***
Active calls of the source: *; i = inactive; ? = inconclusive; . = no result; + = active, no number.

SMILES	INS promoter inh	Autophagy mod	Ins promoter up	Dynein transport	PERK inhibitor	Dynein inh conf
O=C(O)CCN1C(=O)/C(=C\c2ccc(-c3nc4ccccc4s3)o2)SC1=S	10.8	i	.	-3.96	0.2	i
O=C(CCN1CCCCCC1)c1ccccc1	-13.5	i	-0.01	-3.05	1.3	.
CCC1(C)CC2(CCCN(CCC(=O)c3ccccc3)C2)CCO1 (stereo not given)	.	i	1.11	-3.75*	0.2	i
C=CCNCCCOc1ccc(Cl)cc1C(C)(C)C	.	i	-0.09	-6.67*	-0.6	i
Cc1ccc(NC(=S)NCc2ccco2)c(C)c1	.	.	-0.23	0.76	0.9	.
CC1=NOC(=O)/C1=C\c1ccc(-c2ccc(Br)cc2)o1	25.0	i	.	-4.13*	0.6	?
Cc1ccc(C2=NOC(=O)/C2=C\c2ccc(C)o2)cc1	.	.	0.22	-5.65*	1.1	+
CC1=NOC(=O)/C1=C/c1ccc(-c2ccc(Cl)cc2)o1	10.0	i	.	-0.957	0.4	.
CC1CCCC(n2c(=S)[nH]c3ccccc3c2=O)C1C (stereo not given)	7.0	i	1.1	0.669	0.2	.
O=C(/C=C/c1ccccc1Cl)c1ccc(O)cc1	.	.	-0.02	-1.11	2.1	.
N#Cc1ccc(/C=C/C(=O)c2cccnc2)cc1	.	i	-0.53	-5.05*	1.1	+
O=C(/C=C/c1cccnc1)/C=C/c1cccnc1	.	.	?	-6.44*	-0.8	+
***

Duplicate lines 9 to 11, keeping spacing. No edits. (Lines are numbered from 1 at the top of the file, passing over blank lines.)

Cc1ccc(C2=NOC(=O)/C2=C\c2ccc(C)o2)cc1	.	.	0.22	-5.65*	1.1	+
CC1=NOC(=O)/C1=C/c1ccc(-c2ccc(Cl)cc2)o1	10.0	i	.	-0.957	0.4	.
CC1CCCC(n2c(=S)[nH]c3ccccc3c2=O)C1C (stereo not given)	7.0	i	1.1	0.669	0.2	.